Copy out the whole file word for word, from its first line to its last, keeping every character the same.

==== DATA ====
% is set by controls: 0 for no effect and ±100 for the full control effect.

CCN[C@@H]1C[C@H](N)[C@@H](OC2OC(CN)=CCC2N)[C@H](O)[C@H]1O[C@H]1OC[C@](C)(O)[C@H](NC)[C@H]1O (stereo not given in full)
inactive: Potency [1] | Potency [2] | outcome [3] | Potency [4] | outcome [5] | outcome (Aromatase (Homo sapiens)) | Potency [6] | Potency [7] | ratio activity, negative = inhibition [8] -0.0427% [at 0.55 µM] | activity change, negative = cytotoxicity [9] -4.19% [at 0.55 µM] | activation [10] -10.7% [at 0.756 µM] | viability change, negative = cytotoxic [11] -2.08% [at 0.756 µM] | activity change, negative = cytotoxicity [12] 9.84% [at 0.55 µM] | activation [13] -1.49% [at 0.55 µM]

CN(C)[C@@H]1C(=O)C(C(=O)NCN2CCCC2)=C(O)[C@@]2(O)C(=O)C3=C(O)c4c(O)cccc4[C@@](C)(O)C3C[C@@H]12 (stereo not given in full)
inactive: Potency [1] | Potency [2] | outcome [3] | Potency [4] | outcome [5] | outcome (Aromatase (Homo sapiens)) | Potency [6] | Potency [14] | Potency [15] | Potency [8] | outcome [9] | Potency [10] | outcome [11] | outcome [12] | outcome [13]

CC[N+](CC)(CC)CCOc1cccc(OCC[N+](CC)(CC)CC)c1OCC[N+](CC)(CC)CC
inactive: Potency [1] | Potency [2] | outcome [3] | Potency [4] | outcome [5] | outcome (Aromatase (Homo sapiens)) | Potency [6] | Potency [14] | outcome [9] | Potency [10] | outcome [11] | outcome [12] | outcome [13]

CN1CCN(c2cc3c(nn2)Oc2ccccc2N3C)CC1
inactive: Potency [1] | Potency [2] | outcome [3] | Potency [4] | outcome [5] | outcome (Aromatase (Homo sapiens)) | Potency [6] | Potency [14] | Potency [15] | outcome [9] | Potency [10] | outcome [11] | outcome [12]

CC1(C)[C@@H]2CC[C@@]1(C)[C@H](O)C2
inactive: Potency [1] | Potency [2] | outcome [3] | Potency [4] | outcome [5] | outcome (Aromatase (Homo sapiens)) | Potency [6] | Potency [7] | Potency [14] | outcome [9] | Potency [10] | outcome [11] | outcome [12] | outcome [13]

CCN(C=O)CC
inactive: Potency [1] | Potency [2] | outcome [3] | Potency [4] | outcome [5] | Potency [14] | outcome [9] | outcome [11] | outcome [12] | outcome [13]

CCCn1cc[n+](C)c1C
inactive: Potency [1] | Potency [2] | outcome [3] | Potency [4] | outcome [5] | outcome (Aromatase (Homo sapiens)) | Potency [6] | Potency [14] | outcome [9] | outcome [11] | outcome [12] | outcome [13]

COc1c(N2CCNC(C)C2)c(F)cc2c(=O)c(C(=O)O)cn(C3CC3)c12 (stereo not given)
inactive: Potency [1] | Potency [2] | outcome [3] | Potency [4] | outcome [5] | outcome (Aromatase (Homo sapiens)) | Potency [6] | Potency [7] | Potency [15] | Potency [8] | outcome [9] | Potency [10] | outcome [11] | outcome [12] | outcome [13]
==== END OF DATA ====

% is set by controls: 0 for no effect and ±100 for the full control effect.

CCN[C@@H]1C[C@H](N)[C@@H](OC2OC(CN)=CCC2N)[C@H](O)[C@H]1O[C@H]1OC[C@](C)(O)[C@H](NC)[C@H]1O (stereo not given in full)
inactive: Potency [1] | Potency [2] | outcome [3] | Potency [4] | outcome [5] | outcome (Aromatase (Homo sapiens)) | Potency [6] | Potency [7] | ratio activity, negative = inhibition [8] -0.0427% [at 0.55 µM] | activity change, negative = cytotoxicity [9] -4.19% [at 0.55 µM] | activation [10] -10.7% [at 0.756 µM] | viability change, negative = cytotoxic [11] -2.08% [at 0.756 µM] | activity change, negative = cytotoxicity [12] 9.84% [at 0.55 µM] | activation [13] -1.49% [at 0.55 µM]

CN(C)[C@@H]1C(=O)C(C(=O)NCN2CCCC2)=C(O)[C@@]2(O)C(=O)C3=C(O)c4c(O)cccc4[C@@](C)(O)C3C[C@@H]12 (stereo not given in full)
inactive: Potency [1] | Potency [2] | outcome [3] | Potency [4] | outcome [5] | outcome (Aromatase (Homo sapiens)) | Potency [6] | Potency [14] | Potency [15] | Potency [8] | outcome [9] | Potency [10] | outcome [11] | outcome [12] | outcome [13]

CC[N+](CC)(CC)CCOc1cccc(OCC[N+](CC)(CC)CC)c1OCC[N+](CC)(CC)CC
inactive: Potency [1] | Potency [2] | outcome [3] | Potency [4] | outcome [5] | outcome (Aromatase (Homo sapiens)) | Potency [6] | Potency [14] | outcome [9] | Potency [10] | outcome [11] | outcome [12] | outcome [13]

CN1CCN(c2cc3c(nn2)Oc2ccccc2N3C)CC1
inactive: Potency [1] | Potency [2] | outcome [3] | Potency [4] | outcome [5] | outcome (Aromatase (Homo sapiens)) | Potency [6] | Potency [14] | Potency [15] | outcome [9] | Potency [10] | outcome [11] | outcome [12]

CC1(C)[C@@H]2CC[C@@]1(C)[C@H](O)C2
inactive: Potency [1] | Potency [2] | outcome [3] | Potency [4] | outcome [5] | outcome (Aromatase (Homo sapiens)) | Potency [6] | Potency [7] | Potency [14] | outcome [9] | Potency [10] | outcome [11] | outcome [12] | outcome [13]

CCN(C=O)CC
inactive: Potency [1] | Potency [2] | outcome [3] | Potency [4] | outcome [5] | Potency [14] | outcome [9] | outcome [11] | outcome [12] | outcome [13]

CCCn1cc[n+](C)c1C
inactive: Potency [1] | Potency [2] | outcome [3] | Potency [4] | outcome [5] | outcome (Aromatase (Homo sapiens)) | Potency [6] | Potency [14] | outcome [9] | outcome [11] | outcome [12] | outcome [13]

COc1c(N2CCNC(C)C2)c(F)cc2c(=O)c(C(=O)O)cn(C3CC3)c12 (stereo not given)
inactive: Potency [1] | Potency [2] | outcome [3] | Potency [4] | outcome [5] | outcome (Aromatase (Homo sapiens)) | Potency [6] | Potency [7] | Potency [15] | Potency [8] | outcome [9] | Potency [10] | outcome [11] | outcome [12] | outcome [13]